World Building


Something that can be forgotten when writing a story is world building. What I mean when I say forgotten is that it can be more of an afterthought, the writer so focused on the characters and what they are doing that they forget that the world itself plays an important part.

An excellent example of this is Harry Potter. All you have to do is say the word Hogwarts and people immediately get an idea of what you are talking about, a school for magic. Some of that is because of the movies, but even if you had only read the books, Rowling did such a fantastic job of world building that you can imagine being there. The same goes for Stephenie Meyer and her Twilight series. You can almost feel the constant rain at Forks, the heat when the characters go to Phoenix as you read it. Another book that has the same impact with out having being turned into a movie is Juliet Marillier’s Wolfskin. Within moments of reading you are transported to Viking era Britain. With all these books, the world created plays an important part in the telling of the story.

Why is this? Because the worlds these authors have created have rules, ones that their characters need to follow and if they don’t there are consequences. This in turn helps to drive the plot forward. In the Twilight series it is important that Edward does not step out into the sun. It is a rule in that world that his skin will sparkle in bright daylight and there are consequences if he steps into it (the Volturi). It is something that is fact and the plot is driven forward when he attempts to step into the sun, Bella stops him and the Volturi demand that she becomes one of them. This ends up becoming one of the major driving forces in the series. And it all happened because of Edward’s skin and the way it interacts with sunlight.

So how do you make this work for you? Well, here is what I do.

  1. Know the climate of your world and how it affects your characters.
  2. Physics. The Law of Gravity will affect your character just like it does us. If it doesn’t, have a plausible reason why.
  3. Government. Who/what/how is your world governed?
  4. Magic system. If you have this as an element of your story, take the time to sit down and figure out how it works. In A Balance of Secrets, the magic system I’ve created Β is based on energy and colour. Certain colours have an affinity for certain energies and can manipulate them. That’s the short version anyway.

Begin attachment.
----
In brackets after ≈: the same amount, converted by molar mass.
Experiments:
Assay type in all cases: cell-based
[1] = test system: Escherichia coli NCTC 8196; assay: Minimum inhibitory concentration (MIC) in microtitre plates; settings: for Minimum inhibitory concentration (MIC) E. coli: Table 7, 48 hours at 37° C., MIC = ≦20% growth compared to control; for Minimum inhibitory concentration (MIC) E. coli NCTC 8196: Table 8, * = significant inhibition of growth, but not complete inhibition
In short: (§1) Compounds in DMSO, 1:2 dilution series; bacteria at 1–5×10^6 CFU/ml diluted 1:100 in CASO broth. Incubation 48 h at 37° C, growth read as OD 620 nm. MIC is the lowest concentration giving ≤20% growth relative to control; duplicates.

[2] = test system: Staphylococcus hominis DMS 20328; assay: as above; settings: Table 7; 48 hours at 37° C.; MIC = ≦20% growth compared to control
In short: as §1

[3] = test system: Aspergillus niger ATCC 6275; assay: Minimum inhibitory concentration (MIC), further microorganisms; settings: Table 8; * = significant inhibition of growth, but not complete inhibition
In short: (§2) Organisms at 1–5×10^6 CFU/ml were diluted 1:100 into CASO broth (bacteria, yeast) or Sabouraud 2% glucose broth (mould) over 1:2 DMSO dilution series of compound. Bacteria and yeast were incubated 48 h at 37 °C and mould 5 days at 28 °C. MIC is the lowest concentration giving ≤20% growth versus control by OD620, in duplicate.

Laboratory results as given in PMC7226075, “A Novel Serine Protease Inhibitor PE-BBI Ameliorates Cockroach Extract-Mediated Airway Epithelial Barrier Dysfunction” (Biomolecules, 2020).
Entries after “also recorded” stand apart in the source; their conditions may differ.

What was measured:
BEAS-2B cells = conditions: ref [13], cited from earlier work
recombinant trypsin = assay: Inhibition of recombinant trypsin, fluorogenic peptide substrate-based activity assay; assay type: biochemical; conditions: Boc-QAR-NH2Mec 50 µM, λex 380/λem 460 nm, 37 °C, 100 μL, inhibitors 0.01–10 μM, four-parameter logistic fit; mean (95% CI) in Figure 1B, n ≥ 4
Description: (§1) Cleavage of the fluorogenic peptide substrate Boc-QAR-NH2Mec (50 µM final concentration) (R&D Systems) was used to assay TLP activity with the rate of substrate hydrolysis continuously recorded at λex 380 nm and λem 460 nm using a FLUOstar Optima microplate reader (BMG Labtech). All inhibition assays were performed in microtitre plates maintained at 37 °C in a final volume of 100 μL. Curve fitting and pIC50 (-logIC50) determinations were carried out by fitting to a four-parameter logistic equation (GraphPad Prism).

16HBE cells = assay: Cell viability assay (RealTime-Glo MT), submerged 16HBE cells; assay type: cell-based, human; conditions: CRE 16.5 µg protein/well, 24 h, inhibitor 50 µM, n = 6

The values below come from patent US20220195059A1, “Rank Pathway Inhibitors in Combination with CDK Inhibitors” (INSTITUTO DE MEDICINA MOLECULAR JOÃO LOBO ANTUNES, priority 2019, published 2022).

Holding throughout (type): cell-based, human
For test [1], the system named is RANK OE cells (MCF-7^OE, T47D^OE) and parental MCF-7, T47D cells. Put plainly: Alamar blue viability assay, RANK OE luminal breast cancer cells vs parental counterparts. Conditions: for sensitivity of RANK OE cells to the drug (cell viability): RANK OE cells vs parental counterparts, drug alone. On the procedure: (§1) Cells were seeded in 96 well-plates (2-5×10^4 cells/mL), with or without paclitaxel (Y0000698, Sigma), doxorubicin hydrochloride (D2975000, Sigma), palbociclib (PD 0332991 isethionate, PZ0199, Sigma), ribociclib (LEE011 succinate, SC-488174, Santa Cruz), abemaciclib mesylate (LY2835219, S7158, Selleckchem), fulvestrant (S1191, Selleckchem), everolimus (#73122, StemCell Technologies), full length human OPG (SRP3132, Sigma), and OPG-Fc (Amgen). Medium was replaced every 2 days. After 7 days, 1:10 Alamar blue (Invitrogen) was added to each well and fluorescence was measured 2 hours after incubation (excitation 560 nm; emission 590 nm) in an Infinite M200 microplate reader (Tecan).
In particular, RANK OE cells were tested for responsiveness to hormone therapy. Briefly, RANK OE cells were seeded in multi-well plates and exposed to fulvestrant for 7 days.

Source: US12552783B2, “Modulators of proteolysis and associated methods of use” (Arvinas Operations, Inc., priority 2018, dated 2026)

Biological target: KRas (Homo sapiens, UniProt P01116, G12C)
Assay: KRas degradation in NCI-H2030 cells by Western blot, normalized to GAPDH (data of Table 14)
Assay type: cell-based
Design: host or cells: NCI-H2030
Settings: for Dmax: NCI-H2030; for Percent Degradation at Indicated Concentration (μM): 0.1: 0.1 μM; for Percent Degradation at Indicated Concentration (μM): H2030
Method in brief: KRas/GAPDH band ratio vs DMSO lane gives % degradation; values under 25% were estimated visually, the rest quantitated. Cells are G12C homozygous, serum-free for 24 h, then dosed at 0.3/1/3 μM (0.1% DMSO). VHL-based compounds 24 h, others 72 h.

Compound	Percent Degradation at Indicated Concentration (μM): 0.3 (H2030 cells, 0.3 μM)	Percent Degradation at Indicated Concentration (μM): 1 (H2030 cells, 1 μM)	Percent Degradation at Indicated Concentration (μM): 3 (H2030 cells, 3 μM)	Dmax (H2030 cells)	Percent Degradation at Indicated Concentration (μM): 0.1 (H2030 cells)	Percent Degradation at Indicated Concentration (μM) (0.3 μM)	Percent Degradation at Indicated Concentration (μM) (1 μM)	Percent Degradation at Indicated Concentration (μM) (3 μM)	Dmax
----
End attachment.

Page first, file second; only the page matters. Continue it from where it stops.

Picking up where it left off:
5. Paranormal. If you’re going down this route, do your research. You can break the rules like Meyer did in Twilight, but know them first and make it plausible. People know about vampires, ghosts etc. and have certain expectations you need to be aware of.
  6. Society/culture. Is it based on money, religion, trade, something else? How do they buy things? What are the typical jobs there? Is there a particular deity everyone worships? Is there a large gap between the poor/rich, nobles/commoners etc.?
  7. Education. Is it freely available? Is it even a thing like we know it or is it more a father teaching son type of education?

This list is by no means exhaustive and you truly can go very in depth if you want. But like anything, there is a time to stop planning and simply do. Create your characters’ world, make it believable, but don’t forget to write the story.

Have a happy and creative week everyone and let me know what you think in the comments.


2 thoughts on “World Building

  1. Hi Sam! The rules you have for your own world in A Balance of Secrets sound really interesting. I love the idea that the magic system is based on energy and colour. I would definitely be interested in learning more about your world.

    Liked by 1 person

    • Sweet, thanks Alyssa πŸ™‚ The strength of the colour is an indication of how the strong the affinity is as well. I have a sound vibration component as well, but that’s once the magic users get educated. I really enjoyed creating it all πŸ™‚

      Liked by 1 person

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